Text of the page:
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And still one more…

Posted By Beth Terry On April 2, 2008 @ 9:37 pm In BYO,cutlery & containers,tea/coffee | 26 Comments

Reading the comments from yesterday’s post about coffee [1], I realized there was a bunch of stuff I forgot to say. So this is Coffee, Part 2. Tomorrow, I’ll get to the white stuff that goes in the coffee.

1) French Press vs. Filtered Coffee: Some readers are advocating the French Press as a filter-free alternative. While this method certainly saves a lot of paper coffee filters, it might not be the best option for those of us with cholesterol issues, like Beth Terry aka Fake Plastic Fish.

High cholesterol seems to run in my family. And the oil in coffee contains a compound called cafestol which raises LDL (the bad cholesterol). Paper filters, and I’m assuming cloth filters, trap much of the oil and therefore reduce the cholesterol-raising properties of coffee. Recent studies have shown that even filtered coffee raises LDL some. But not as much as unfiltered. Here’s an MSNBC article that summarizes the research in terms that non-scientists can understand: http://www.msnbc.msn.com/id/6242467/ [2]. And here’s an article that explains the mechanism by which cafestol raises cholesterol: http://www.sciencedaily.com/releases/2007/06/070614162223.htm [3].

So, this explains my choice to buy a filtered coffee maker rather than a French Press. But it doesn’t mean it’s not a great choice for other people who have less cholesterol risk than I and who prefer stronger coffee.

2) Buying plastic-free coffee: I totally forgot this part yesterday! Most coffee bags, while they might be paper on the outside, are lined with plastic on the inside. This turns out to be the case at my local coffee shop, Peaberry’s. So, I take my own brown paper bag with me and have them fill it up with a pound of their Fairtrade Organic blend. This is my coffee-buying bag that I bring back with me each time.

At home, I empty the coffee into a metal tin that originally contained popcorn from the Popcorn Factory. It’s got a nice, tight lid. I keep it in the refrigerator. If you have better ideas of how to keep coffee fresh without plastic, let me know. This seems to work fine for me.

3) My travel mug: Cave-Woman [4] asked what kind of mug I use. It’s a Timolino Vacuum Travel mug from Peaberry’s: stainless steel inside and out with a polypropylene plastic lid. Would I rather put my lips on something other than plastic? Yep. So when I’m sitting still, I drink right from the metal mug without putting the lid on. But while in transit, I do use the lid.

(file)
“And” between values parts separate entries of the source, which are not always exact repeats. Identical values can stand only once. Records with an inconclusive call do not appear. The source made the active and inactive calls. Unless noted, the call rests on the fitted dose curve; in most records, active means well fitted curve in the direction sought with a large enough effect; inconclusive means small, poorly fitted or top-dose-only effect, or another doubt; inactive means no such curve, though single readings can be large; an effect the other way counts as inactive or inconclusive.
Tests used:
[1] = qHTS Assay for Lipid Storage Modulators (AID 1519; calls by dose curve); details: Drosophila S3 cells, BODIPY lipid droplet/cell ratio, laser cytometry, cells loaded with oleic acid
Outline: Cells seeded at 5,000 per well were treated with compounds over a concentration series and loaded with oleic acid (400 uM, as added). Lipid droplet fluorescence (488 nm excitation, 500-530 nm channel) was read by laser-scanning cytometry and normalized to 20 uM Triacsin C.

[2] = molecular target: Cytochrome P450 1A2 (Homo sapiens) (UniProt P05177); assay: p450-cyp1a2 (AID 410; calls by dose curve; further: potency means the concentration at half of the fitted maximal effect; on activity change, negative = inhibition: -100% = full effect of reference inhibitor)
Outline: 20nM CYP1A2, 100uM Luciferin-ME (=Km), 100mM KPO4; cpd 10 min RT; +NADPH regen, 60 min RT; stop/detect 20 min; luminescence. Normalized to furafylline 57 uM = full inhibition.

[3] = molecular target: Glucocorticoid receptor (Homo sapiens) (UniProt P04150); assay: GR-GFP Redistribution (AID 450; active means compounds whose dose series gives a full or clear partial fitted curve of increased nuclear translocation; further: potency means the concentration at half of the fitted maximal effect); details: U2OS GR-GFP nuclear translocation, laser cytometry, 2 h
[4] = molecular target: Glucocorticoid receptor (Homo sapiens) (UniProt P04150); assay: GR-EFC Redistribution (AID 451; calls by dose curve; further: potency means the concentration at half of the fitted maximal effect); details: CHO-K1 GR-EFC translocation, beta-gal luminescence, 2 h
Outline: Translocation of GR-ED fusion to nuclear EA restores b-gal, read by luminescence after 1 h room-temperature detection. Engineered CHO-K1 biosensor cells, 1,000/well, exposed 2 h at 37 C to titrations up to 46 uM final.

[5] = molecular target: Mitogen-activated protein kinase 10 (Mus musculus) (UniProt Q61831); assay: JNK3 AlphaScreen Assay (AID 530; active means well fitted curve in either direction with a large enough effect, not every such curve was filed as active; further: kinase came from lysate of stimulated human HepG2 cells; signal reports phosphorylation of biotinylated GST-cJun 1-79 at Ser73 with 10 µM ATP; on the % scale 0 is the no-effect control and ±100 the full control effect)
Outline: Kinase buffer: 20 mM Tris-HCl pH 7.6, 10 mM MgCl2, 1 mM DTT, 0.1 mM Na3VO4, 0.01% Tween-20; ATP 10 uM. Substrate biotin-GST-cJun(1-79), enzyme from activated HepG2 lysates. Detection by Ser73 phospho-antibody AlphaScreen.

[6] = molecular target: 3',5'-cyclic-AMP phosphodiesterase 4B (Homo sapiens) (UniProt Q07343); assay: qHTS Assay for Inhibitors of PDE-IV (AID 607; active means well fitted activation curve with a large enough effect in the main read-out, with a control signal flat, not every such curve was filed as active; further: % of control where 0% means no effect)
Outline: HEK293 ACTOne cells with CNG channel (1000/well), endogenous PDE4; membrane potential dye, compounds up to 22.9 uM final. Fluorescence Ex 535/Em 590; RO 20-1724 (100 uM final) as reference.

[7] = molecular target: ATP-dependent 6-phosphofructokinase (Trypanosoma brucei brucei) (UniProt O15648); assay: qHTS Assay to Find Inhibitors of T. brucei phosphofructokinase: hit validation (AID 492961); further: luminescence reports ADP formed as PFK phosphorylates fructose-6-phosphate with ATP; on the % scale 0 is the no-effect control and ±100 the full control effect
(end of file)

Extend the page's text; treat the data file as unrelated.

Cave-Woman also mentioned that she can detect a metal after-taste drinking from a stainless steel mug. Maybe her palate is more sensitive than mine. I don’t notice any metal taste. But I would be interested to know if any of you know of a travel mug that contains no plastic, is made relatively locally (Mine’s from China, natch. It would be local if I lived in China.), doesn’t leak, and works well for you.

I’m not about to buy a new one for myself. I’ll sticking with mine, imperfect as it is. But your suggestions could be useful to those who are in the market and can’t find a good one used. No Impact Man talks about drinking coffee from a glass jar [5]. But how do you pick up a glass jar of hot coffee without burning yourself? Make a cloth cozy to go around it? Hmmm…

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URL to article: http://myplasticfreelife.com/2008/04/more-about-coffee/

URLs in this post:

[1] yesterday’s post about coffee: http://myplasticfreelife.com/2008/04/more-on-coffee-saying-goodbye/

[2] http://www.msnbc.msn.com/id/6242467/: http://www.msnbc.msn.com/id/6242467/

[3] http://www.sciencedaily.com/releases/2007/06/070614162223.htm: http://www.sciencedaily.com/releases/2007/06/070614162223.htm

[4] Cave-Woman: http://www.blogger.com/profile/06888781509791113960

[5] drinking coffee from a glass jar: http://noimpactman.typepad.com/blog/2008/03/conspicuous-unc.html

[6] Image: https://plus.google.com/+BethTerry

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